My road to syndication was a winding one, and here’s how it came about.  I’m writing this because I LOVE to read other cartoonists stories.  I just eat that stuff right up! 

I was in high school when Calvin and Hobbes first came out.  I fell in love with it immediately, and soon decided to pursue syndication myself.  Never mind that I wasn’t an artist, I’d never written cartoons before, and I was NEVER going to be as good as Bill Watterson.  I had decided it, and so it shall be.  Ah, youth… 

Anyway, I started writing a cartoon in college that sucked.  Boy, did it suck.  It was called Half Empty (I still like that name!) and it was about a girl named Holly and her best friend Dot and their adventures in college.  It was WAAAAAYYY autobiographical, to the point that now I cringe when I happen upon it and wonder what the heck made me send this out for other people to read!! 

But, send it out I did.  To resounding no’s all around.  And yet, Jay Kennedy from King scribbled a wonderful note at the end of my rejection letter saying that he liked it and to keep trying.  Now, I have no idea if he encouraged everyone, and if he didn’t, what he could have possibly seen in this strip worth encouraging (it really was that bad!) but I was so demoralized and so young, that had he just blown me off too, that would have been the end of it.  That note is the entire reason I kept trying.  I still have it. 

I was going to share one of these cartoons, but I can’t find any.  Perhaps that’s for the best.

A few years later I tried again to get syndicated.  This time I wrote a strip about 6 college age friends, 3 boys and 3 girls who make their way in the world.  The main characters were Wanda and Joe.  It was also called Half Empty, and it was also rejected all around.  But Jay Kennedy once again came through for me.  He graded all the cartoons in my submission so I’d know which one’s worked and which didn’t, and he wrote me a long, encouraging letter that pointed out my strips strengths and weaknesses, told me how to improve on the weaknesses, and asked me to resubmit the strip to him.  To say I was thrilled would be an understatement.  Here’s the first cartoon in that submission.  My female lead in my cartoons always has curly hair like me.  Freud would probably have a field day running through my psyche…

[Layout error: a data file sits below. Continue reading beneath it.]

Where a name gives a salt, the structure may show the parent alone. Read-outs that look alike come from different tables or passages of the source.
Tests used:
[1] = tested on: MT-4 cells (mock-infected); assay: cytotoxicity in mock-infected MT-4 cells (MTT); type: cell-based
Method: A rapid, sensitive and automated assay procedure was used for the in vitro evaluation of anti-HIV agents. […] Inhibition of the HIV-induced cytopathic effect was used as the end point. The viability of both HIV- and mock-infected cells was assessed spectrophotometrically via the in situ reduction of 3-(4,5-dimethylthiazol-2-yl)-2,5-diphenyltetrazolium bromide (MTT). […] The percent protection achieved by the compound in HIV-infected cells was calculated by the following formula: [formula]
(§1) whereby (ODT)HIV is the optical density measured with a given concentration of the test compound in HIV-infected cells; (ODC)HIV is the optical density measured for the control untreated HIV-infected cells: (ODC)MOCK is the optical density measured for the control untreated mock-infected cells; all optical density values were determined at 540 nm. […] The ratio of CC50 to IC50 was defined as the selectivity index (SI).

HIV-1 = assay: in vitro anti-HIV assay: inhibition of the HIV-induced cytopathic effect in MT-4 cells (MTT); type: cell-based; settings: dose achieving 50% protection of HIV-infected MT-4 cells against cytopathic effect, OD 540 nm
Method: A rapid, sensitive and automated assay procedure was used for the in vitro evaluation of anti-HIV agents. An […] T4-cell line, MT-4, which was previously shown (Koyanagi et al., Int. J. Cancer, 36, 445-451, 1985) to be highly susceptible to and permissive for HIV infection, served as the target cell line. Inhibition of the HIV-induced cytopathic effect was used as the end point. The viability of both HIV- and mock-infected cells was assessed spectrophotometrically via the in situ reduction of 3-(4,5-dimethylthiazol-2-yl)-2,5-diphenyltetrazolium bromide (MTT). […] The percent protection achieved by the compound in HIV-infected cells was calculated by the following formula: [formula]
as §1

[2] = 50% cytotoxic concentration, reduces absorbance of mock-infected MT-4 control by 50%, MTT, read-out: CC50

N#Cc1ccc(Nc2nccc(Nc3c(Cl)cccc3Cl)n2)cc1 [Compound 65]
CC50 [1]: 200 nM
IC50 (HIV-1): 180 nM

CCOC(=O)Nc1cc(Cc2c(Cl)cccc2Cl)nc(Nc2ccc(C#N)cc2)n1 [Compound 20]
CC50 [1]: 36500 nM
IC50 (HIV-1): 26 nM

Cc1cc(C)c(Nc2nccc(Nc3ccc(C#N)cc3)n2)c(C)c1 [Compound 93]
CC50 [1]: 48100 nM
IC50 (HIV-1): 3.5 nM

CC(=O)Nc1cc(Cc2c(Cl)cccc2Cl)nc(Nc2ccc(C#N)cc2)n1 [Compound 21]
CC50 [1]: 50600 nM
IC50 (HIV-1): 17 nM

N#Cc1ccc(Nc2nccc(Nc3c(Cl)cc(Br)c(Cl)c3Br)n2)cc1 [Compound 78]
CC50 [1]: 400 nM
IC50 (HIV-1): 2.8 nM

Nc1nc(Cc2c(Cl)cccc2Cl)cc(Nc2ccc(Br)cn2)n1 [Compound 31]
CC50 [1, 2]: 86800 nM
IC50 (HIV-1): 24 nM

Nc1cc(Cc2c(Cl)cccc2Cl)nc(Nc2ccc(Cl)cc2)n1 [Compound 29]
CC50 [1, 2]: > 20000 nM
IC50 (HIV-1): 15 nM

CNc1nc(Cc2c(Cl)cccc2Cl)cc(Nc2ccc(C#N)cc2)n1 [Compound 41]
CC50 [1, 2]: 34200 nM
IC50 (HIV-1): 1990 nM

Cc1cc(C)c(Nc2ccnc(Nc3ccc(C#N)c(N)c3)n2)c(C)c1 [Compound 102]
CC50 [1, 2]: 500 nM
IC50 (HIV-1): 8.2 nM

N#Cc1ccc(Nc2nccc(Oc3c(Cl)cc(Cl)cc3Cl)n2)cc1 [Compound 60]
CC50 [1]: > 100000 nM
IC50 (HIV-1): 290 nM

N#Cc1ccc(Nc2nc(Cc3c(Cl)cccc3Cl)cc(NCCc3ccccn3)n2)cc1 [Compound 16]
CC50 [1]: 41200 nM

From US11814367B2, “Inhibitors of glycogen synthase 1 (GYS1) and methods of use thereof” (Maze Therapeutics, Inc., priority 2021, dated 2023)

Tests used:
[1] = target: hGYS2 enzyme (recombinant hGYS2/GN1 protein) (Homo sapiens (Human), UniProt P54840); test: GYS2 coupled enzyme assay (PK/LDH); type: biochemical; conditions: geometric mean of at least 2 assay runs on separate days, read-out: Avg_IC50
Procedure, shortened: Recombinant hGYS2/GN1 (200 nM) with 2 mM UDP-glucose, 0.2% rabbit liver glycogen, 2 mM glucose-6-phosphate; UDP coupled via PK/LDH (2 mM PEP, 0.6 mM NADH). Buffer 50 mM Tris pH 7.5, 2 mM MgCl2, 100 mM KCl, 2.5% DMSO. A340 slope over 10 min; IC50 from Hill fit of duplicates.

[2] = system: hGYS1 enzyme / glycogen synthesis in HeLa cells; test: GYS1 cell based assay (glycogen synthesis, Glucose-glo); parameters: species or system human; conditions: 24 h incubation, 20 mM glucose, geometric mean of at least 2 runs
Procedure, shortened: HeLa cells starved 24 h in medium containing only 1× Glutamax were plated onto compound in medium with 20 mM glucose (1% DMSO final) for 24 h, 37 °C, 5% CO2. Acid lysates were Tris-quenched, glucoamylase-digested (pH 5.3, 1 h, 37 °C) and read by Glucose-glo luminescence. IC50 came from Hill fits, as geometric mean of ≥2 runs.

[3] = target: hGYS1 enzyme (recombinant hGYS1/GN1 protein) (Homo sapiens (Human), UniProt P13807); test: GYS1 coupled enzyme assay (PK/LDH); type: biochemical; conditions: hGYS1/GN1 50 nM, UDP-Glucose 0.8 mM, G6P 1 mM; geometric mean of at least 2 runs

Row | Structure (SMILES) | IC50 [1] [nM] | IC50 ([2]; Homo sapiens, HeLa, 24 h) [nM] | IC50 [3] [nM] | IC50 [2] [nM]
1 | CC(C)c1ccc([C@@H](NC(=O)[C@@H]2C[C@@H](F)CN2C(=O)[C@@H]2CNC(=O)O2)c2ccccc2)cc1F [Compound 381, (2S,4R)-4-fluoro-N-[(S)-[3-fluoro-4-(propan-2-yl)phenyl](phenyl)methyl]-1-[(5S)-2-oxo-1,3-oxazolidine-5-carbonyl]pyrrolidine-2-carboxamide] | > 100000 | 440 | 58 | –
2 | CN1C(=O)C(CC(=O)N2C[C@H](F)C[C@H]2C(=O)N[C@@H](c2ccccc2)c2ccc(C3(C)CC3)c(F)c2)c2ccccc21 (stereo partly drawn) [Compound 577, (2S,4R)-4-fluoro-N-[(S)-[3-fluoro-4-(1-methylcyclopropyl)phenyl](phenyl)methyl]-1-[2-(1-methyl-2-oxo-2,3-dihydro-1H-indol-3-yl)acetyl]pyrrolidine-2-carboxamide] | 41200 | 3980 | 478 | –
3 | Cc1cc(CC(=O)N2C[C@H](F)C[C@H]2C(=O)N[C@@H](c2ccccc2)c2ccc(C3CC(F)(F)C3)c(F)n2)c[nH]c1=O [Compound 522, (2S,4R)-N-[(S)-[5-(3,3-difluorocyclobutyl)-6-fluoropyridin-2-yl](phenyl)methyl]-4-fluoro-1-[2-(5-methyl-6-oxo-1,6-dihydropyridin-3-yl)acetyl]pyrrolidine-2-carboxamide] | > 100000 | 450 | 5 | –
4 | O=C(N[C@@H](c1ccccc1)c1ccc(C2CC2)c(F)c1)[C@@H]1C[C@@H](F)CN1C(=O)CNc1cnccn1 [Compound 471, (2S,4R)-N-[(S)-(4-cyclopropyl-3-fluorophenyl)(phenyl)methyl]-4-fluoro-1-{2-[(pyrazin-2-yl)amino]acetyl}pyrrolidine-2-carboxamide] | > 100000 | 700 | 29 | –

My first strip of my second syndicate submission

My first strip of my second syndicate submission

And yes, I did send it out just like that.  Two boxes over two boxes, because you often see strips printed like that in newspapers.  I did it this way because it fit exactly on a piece of typing paper.  I probably used a felt tip pen to draw it with.  Talk about shooting yourself in the foot!  Sigh…

 I worked really hard on my resubmission and sent it off to King Features with high hopes.  Soon, I heard back from Jay Kennedy again.  Another encouraging note.  Another rejection.  But this time he gave me his phone number and asked me to call him so we could discuss my strip.  And …I never called.

WHAT?!!  You never called?  Why the heck not?!  Believe me, all my friends and my family badgered me daily, but at that time I was almost pathologically shy and I just couldn’t gather up the courage to do it.  I tried and tried until I was sick, and then the television show Friends debuted and it was a very similar concept to my strip and I realized that it would look like I was copying and I let that be my excuse to give up.  I let this opportunity slip through my fingers.  I’m not saying that had I called I would have gotten syndicated.  I probaby wouldn’t have.  But it was stupid, and it’s something I’ve always regretted not doing.  At the very least I would have had an extremely helpful conversation.  I ended up giving up cartooning for about six years.

In that time I had 3 children.  I wrote two unpublished novels.  We moved across the country.  And I started thinking about trying again.  I decided to write about family life because I was kind of immersed in it daily.  I began writing cartoons and I thought they were good.  Much better than the ones I wrote when I was younger.  I gave the family twin girls because I’d always wanted them, and I wrote and wrote and wrote.  And then I got pregnant.  Surprise!  With twins.  Surprise!  Just like my strip.  Talk about being psychic!  So, next I’m thinking that I need to have the Torres’ win the lottery…

I stopped, had my twins, and resumed writing when they were two.  I decided to buckle down and get serious.  I would draw up a strip a day for six weeks until I had enough for my submission to the syndicates.  This would be a test to see if I could produce on the schedule they required.  This would be my last try. 

I’ll write part two tomorrow.